On Alim Khan & Prokudin-Gorsky

The Flash Bulb Tolls For Thee

Take a look at this picture:

emir1

Emir Seyyid Mir Mohamed Alim Khan

As my helpful caption states, that’s Emir Seyyid Mohammed Alim Khan, the last Emir of Bukhara, as photographed by Sergey Prokudin-Gorsky in 1911.

From 1909 to 1915, Prokudin-Gorsky traveled throughout the Russian Empire documenting its peoples and places in a beautiful series of photographs.  The entire collection (well, a large chunk of it) is available for viewing at the Library of Congress and is well-worth checking out.

For the purposes of this posting, however, I’d like to concentrate on the picture above. At the time, Alim Khan was the ruler of the Emirate of Bukhara, then a protectorate of the Russian Empire, now mostly in the former Soviet republic of Uzbekistan.  In his beautiful robes and gilted belt, Alim Khan himself is an almost stereotypical image of Oriental majesty.  Yet his opulent rule seems auspiciously contained: his throneroom is a plain courtyard, his throne apparently little more than a basic stool.

There’s a look of sad defiance in his face, however, as if he were grimly aware of his own anachronism: a direct descendent of Genghis Khan (the last one to be a national leader) captured on film by a modern camera.  A kind of melancholy pride that though he is a relic of the mediaeval world, he has at least survived to be the testament of former glory.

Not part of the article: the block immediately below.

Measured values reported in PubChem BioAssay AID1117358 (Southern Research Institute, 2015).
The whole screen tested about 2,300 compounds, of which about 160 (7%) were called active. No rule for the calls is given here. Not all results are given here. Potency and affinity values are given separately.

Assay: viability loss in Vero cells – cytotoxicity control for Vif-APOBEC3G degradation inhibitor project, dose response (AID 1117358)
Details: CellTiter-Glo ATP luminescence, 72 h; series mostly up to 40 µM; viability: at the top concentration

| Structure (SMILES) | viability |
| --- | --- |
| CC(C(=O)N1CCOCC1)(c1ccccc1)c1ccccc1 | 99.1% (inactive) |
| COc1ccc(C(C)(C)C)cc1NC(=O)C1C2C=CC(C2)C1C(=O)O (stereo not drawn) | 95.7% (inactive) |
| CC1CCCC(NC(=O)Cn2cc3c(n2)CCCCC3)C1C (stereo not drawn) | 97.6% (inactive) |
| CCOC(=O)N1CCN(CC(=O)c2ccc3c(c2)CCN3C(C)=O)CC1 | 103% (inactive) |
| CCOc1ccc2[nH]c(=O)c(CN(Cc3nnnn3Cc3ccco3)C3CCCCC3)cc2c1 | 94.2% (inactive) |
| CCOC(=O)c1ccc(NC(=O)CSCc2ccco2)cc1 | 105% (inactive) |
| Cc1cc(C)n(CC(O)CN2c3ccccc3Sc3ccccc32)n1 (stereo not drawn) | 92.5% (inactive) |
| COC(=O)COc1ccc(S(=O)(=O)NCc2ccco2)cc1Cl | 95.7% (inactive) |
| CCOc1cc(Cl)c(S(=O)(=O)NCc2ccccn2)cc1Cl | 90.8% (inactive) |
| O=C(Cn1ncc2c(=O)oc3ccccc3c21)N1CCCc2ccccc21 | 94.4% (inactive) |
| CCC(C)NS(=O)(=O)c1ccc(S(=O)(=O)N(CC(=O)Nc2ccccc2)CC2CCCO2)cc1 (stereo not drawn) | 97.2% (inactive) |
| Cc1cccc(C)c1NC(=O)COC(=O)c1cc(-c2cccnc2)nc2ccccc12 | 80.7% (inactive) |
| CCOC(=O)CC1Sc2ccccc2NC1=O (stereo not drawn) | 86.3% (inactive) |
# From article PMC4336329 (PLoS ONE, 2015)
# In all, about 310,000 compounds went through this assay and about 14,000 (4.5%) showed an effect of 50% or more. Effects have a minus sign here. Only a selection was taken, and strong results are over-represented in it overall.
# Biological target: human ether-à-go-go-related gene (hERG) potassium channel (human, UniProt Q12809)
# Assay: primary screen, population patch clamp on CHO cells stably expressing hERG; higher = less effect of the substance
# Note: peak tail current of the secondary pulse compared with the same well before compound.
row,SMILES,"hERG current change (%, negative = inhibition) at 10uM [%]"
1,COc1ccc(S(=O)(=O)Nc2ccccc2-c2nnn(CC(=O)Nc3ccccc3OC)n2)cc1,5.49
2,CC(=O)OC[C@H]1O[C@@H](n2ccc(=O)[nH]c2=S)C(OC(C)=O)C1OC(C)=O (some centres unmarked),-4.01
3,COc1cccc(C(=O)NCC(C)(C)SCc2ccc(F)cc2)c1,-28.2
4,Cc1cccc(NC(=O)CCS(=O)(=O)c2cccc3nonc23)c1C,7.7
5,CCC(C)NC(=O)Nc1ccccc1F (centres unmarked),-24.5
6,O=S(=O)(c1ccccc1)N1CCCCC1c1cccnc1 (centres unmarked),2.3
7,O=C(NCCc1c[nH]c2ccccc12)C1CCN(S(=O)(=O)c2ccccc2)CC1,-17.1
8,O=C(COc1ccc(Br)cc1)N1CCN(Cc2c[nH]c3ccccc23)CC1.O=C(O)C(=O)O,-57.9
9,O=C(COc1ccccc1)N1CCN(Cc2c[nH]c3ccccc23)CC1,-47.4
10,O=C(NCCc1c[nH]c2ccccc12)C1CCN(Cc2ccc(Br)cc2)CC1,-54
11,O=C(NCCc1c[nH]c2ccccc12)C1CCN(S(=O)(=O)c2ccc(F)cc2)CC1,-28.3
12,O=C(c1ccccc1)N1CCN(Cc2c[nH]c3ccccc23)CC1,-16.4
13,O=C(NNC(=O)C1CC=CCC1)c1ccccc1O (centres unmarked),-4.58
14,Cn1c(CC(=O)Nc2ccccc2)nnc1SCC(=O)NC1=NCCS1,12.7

He clutches his sword not as gesture of power, but rather as a sign of weakness: a futile steeling of resolve before the imminent Bolshevik Revolution would bring with it an irruption of the 20th Century into the steppes of Central Asia.  But Frunze comes also for the photographer, the stand-in here for the distant and doomed Tsarist regime.

And that perhaps is the meaning of the Emir’s inscrutable gaze.  It is not antagonism towards a new, succeeding, and alien zeitgeist, but rather empathy.  He sees (or rather, with the lens of time, we see that he sees) Prokudin-Gorsky and his imperial apparatus not as conquerors, but as fellow travelers in the company of Ozymandias, also soon to be lost in the dust of history.

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~ by Isaac Bickerstaff on October 10, 2009.

4 Responses to “On Alim Khan & Prokudin-Gorsky”

  1. I like the jib of this post. A series perhaps?

    • Your comment confuses me. Do you mean a series of explications of other photographs by Prokudin-Gorsky? That might be difficult as, though fantastic, none of his other photos resonated with me like this one. There’s just something about the Emir’s expression that seems majestic and sad at the same time.

  2. Do unto other photos (which engage you), that you have done unto this photo.

  3. Maybe he was just tired?

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